I remember playing “Archon” on my NES back in the day, and it stood out because it did something that no other game in my collections had done at the time…allow me to directly control “Chess-esque” pieces on a playing board and fight with them. “Battle Chess” was okay, but it didn’t allow you control the pieces directly during combat. I bought “Archon Classic” a couple of years ago out of nostalgia but never really dabbled with it much. Today, I’m going to remedy that situation.
The main menu allows the player to play a skirmish match, play the campaign, view tutorials and statistics, and adjust game options. There’s also a help menu, which allows you to get caught up in terms of rules and gameplay mechanics. Keyboard controls can be changed, and it’s worth noting that you can customize the controls for up to two players on the keyboard. One player will use the WASD keys while the other uses the arrow keys. USB controller support is also available. Oh, and the original musical score is still present, albeit modernized.
Players can choose to play the single player campaign (conquest) which features over sixty quests across four campaigns, or choose to duke it out with others or the AI in one match with either classic or enhanced rules. Players can also choose to play with the classic art style, should they wish to hash up fond memories of the game like I have. Up to four players can play, whether it be in a team or free for all setting. I have to admit that the extra modes are a welcome addition to the game. The NES version only had two player support (obviously) and had just the one mode, if I recall correctly.
The object of Archon is to eliminate all of the enemy forces or complete special map conditions (like capturing all of the power squares). Fans of the original game will still experience the “Light vs Dark” theme, with each side having pieces unique to them. For those of you new to the game, you’ll be moving pieces around the board and fighting enemy pieces by landing on the spaces they occupy. Once this occurs, both pieces are transported into an arena where they’ll do battle. The cool part is that you’ll actually be allowed to control them directly and attack with their primary weapon. Special abilities can be utilized, if you have secondary abilities enabled. The winner of the battle stays on the square and the losing piece is removed from the game.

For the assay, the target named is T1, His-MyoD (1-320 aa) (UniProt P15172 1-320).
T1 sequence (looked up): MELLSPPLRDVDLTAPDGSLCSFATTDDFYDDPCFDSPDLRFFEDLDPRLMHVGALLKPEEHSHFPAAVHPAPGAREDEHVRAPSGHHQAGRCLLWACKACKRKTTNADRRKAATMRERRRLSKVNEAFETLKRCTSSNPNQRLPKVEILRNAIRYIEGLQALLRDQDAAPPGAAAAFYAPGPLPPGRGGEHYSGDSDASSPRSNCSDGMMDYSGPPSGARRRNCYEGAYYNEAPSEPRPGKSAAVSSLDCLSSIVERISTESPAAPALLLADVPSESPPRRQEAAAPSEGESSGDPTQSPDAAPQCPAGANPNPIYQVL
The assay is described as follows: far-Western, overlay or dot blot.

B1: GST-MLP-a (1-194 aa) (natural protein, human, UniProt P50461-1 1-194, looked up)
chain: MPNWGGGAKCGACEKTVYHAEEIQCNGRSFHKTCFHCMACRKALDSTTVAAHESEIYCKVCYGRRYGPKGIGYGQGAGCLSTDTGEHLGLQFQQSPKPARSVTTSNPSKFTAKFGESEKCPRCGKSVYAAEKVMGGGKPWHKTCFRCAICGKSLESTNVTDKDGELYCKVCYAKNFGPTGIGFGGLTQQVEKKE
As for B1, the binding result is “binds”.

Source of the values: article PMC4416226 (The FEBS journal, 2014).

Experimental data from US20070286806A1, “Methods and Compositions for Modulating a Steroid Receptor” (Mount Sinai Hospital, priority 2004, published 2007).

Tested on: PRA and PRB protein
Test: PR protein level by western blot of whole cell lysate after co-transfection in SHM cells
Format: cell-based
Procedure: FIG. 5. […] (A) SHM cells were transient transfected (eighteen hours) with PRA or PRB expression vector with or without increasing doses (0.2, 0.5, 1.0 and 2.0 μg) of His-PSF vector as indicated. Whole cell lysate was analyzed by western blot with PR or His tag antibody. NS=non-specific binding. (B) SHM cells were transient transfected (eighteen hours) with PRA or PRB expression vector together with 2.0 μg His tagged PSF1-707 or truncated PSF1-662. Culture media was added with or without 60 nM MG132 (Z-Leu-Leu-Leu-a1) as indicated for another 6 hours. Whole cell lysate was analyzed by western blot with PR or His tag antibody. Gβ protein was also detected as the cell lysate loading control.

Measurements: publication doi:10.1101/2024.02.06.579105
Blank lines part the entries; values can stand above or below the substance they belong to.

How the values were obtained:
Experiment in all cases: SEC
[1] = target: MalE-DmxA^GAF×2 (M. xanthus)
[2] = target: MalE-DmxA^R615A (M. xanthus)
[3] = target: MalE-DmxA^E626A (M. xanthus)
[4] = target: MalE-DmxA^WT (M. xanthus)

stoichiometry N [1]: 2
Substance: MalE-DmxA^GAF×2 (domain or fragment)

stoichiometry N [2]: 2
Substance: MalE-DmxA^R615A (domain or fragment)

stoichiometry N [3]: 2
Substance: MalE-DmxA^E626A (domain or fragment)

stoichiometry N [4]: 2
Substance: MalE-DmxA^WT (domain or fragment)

It sounds simple and you’re probably thinking that the player with the better reflexes will win every time. Yes and no. While dexterity is important, other factors come into play that determines the health of the pieces before combat begins. The color of the square, for example, will either buff or debuff a piece appropriately. The forces of light will want to stay on light squares and the forces of dark will want to stay on dark squares. Different pieces have different ways of attacking (melee and ranged), and special abilities serve to mix things up further. New to the “Archon” name is the mechanic that allows pieces to level up and be meaner than they once were, though only some of the maps feature this. You’ll experience different rules and variants, depending on the map you pick. Don’t worry, there’s a classic “Archon” map for those of you who like to kick it old school.
Overall, I am extremely pleased with this “Archon” remake. It’s safe to say that “Archon Classic” was successful in rehashing the epic battles that I remember playing as a kid. The extra modes/maps and the four player functionality are icing on the cake. The balance between combat and strategy are well thought out and the pieces each have their own distinctive character. It’s worth the ten bucks in my opinion, though if you can find it on sale, all the better.
Final Verdict: 7/10
You can learn more about and purchase “Archon Classic” by visiting the following websites:
You can view video play sessions here: